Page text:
Flindt on Friday: Neonics – the Law of Unintended Consequences

The Hangar field seems to feature in this column a lot these days. Mind you, there’s a perfectly simple explanation for it: I’ve had to spend an awful lot of time out there recently. And it’s worth doing a thorough history of the Hangar from the end of August 2018, because it raises an interesting question.

It was sown with oilseed rape on 24 August into hot ground that got a well-timed downpour and a good roll within a couple of days.

We couldn’t have asked for a better start. But by 7 September, Tod the Cropdoctor’s verdict was simple. Despite well-timed pyrethroid application, both the Hangar and Kilmeston Road fields were done for.

See also: Read more from Charlie Flindt

So we shrugged our shoulders, agreed that early September was not too late to re-drill, reallocated the seed that was due to go into Blackhouse Road to those failed fields, called up the contractor, and he did them again.

Once again, the seed-bed was perfect, warm and moist and rolled to perfection (even if I say so myself).

But at this point you have to pause and start adding up the unintended extras – not just on a cost basis, but in environmental terms.

That second drilling involved more driving over fields, more evil diesel – stuff that wouldn’t have been needed if the first crop hadn’t failed.

Revised plans

We then spent a couple of months watching the resown fields, and while about two-thirds of Kilmeston Road will be worth combining, the Hangar failed again – despite more doses of pyrethroid.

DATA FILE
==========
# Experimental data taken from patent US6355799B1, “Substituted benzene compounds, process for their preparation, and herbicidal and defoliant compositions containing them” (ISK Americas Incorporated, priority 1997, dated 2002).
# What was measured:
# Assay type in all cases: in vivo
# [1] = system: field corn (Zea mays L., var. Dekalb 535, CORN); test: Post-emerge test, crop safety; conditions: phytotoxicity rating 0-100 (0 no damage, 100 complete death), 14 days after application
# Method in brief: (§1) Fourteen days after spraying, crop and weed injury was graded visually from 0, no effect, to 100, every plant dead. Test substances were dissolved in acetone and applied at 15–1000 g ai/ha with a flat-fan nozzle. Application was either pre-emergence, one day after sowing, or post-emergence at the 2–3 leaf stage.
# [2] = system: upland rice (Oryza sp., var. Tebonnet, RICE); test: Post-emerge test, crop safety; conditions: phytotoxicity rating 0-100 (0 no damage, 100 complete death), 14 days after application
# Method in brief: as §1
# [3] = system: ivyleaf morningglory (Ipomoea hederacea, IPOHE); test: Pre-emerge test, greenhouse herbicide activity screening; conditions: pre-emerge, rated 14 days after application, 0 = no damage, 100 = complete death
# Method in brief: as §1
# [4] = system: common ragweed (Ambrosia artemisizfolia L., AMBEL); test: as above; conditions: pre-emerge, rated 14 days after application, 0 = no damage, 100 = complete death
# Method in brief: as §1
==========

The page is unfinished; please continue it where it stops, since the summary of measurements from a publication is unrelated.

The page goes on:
It had gone green for a bit, and we all agreed, unconvincingly, that we’d won the battle, and slapped a winter dose of N on it. But as soon as we turned our backs, the plants vanished.

By early spring, the colours on the farm map had been revised, and the Hangar went from the yellow of OSR to light blue for spring barley.

We had a bag of Planet left over from the frantic February barley frenzy, so an extra tonne was sourced (and treated and delivered, using those pesky chemicals).  

Tod and I sat down and discussed the new fertiliser programme. Would the first N dose we put on the OSR count towards the spring barley? Was it still in the seed-bed, or in the droppings of the birds which might have eaten the beetles that had eaten the crop?

But first, the stragglers of the oilseed rape and the assorted weeds that had thrived in the open cover had to be eliminated.

And that means a good tank of the ecowarrior’s worst nightmare: glyphosate. Three weeks later, the whole field was a crisp, even brown, ready for some late barley, and in I went with the little Horsch for another diesel tank’s worth of drilling.

Unintended consequences

The next day, I was back again, this time with the 8m rollers, and used another half tank of the devil’s red stuff to smooth it down a bit, bash the stones in, and make the seed slightly harder for the birds to find.

Yes, Mr and Mrs Rook and their thousand closest neighbours were working the rows of barley within hours, and the only answer to that was to shoot a couple and dangle them from long sticks on the prominent brow.

As I folded up the rollers to head home, I wondered about all that extra glyphosate, diesel and pyrethroid. All that extra soil cultivation. All those dead rooks. And, of course, the effect on the bees when we all give up on oilseed rape altogether.

Was that really what the ecowarriors wanted when they banned neonicotinoids?

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